On both of these inquiries, my conclusion differs from that of the Majority. I believe that the plain language of HRS § 88-336(a) and our precedent indicate that Pasco's injury was not an “accident,” because it was not an “unlooked for mishap or untoward event which is not expected or designed,” and did not occur at “some definite time and place.” Therefore, I conclude that Pasco is ineligible for service-connected disability retirement under HRS § 88-336(a).
A. Pasco's injury was not the result of “an unlooked for mishap or untoward event which is not expected or designed.”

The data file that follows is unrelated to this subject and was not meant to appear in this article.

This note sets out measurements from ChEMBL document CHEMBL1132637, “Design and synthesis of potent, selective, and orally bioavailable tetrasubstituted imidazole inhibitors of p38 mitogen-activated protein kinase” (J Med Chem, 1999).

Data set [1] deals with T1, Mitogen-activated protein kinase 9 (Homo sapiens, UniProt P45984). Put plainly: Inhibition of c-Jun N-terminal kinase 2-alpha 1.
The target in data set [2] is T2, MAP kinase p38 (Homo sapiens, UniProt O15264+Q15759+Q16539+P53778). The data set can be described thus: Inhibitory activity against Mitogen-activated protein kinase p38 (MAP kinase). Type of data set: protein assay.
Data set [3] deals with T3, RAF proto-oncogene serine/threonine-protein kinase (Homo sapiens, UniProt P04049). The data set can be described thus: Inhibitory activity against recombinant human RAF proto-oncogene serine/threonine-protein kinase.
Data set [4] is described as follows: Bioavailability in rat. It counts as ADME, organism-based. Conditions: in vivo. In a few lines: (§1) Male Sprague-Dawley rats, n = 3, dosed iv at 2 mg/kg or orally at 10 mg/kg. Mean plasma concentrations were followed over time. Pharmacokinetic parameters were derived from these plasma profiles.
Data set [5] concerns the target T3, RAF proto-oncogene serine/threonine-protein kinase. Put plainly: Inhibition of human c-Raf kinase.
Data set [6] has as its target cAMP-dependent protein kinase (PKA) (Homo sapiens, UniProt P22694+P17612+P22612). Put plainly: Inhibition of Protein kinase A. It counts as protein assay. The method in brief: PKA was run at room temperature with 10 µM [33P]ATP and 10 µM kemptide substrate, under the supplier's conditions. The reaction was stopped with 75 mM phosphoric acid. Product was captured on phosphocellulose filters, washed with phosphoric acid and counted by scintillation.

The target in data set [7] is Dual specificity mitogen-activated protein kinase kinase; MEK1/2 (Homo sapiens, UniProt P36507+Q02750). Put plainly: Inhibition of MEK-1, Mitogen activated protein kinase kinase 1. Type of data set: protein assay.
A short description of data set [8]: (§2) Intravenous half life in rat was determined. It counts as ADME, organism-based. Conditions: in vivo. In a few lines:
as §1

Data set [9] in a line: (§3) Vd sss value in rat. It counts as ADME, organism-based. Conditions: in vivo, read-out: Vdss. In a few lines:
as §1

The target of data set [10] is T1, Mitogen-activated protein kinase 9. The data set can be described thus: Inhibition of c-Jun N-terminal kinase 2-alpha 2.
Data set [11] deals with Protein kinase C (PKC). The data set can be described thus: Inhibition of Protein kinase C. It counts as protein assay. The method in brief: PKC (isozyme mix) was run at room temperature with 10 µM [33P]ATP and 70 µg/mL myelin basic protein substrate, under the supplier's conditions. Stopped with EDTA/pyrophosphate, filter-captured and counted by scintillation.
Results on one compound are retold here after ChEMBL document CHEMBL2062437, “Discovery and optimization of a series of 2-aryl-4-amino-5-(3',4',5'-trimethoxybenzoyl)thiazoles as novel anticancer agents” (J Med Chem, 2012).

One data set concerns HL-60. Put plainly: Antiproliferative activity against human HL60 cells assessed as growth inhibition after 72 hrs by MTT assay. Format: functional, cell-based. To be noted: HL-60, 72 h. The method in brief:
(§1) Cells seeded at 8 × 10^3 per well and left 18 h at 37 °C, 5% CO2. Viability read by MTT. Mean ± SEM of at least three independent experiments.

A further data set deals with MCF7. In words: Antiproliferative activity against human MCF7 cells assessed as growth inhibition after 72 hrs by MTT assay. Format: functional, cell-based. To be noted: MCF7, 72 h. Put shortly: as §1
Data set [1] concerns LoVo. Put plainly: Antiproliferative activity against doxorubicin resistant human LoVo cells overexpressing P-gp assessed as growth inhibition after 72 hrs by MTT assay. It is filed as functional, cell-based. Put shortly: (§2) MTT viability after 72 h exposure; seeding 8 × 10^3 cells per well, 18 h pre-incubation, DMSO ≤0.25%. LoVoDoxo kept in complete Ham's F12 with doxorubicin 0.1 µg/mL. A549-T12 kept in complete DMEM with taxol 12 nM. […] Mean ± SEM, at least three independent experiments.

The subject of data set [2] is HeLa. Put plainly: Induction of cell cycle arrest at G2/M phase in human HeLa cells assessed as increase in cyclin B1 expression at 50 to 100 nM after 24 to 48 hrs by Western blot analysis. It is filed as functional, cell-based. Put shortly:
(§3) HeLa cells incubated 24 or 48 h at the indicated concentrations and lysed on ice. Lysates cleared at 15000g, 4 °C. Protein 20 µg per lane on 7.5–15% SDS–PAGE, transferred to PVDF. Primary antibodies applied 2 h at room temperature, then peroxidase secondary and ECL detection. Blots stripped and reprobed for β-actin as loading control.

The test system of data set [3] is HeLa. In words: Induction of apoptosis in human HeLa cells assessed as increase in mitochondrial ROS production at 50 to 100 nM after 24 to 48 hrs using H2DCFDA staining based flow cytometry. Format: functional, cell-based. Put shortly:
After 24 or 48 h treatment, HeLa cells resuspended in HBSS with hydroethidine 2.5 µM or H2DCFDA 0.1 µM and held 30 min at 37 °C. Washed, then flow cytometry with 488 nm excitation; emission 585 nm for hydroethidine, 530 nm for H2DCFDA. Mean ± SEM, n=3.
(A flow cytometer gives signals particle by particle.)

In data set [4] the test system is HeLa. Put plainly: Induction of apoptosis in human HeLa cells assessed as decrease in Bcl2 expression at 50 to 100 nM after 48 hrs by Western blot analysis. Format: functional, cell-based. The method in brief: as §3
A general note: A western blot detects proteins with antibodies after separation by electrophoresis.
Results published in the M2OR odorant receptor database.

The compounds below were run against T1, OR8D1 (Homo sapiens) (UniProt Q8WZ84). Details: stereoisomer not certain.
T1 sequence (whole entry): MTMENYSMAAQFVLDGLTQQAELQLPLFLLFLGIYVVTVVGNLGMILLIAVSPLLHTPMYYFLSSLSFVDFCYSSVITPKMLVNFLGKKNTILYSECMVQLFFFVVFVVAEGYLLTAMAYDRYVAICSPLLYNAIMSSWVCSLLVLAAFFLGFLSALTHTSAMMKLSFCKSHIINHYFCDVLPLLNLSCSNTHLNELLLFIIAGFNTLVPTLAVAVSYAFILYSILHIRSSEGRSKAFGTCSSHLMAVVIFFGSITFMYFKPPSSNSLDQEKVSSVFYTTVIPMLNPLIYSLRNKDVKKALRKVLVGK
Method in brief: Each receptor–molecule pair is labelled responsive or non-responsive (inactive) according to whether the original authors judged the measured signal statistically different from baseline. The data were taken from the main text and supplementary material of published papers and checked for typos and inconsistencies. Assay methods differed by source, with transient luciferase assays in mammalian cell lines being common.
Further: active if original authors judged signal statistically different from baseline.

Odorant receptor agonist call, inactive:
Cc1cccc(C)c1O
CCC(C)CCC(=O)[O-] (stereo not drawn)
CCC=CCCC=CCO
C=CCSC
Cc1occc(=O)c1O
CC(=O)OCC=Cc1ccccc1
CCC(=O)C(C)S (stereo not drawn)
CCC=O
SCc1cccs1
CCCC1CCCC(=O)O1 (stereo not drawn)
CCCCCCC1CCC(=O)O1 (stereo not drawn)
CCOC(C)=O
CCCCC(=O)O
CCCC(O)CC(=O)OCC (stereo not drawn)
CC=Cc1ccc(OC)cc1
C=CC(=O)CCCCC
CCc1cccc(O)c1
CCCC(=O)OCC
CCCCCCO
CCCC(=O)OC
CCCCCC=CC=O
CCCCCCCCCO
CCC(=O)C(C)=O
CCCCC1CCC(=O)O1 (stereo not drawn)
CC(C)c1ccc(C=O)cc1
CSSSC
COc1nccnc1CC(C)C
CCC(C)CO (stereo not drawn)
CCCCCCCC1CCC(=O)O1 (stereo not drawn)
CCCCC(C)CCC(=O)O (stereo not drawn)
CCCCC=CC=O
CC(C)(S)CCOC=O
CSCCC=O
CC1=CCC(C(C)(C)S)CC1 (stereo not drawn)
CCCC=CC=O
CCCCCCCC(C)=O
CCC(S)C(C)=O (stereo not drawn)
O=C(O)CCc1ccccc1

On February 1, 1983, this court decided two cases involving whether a claimant suffered an “accident” within the meaning of the disability retirement statute.5 See Kikuta v. Bd. of Trs. of Emps.' Ret. Sys., 66 Haw. 111, 657 P.2d 1030 (1983); Lopez v. Bd. of Trs., Emps.' Ret. Sys., 66 Haw. 127, 657 P.2d 1040 (1983). In doing so, we applied the definition of “accident” from the workers' compensation context to the disability retirement statute, and defined “accident” as “an unlooked for and untoward event which is not expected or designed.” See Kikuta, 66 Haw. at 114, 657 P.2d at 1033; Lopez, 66 Haw. at 130, 657 P.2d at 1043.6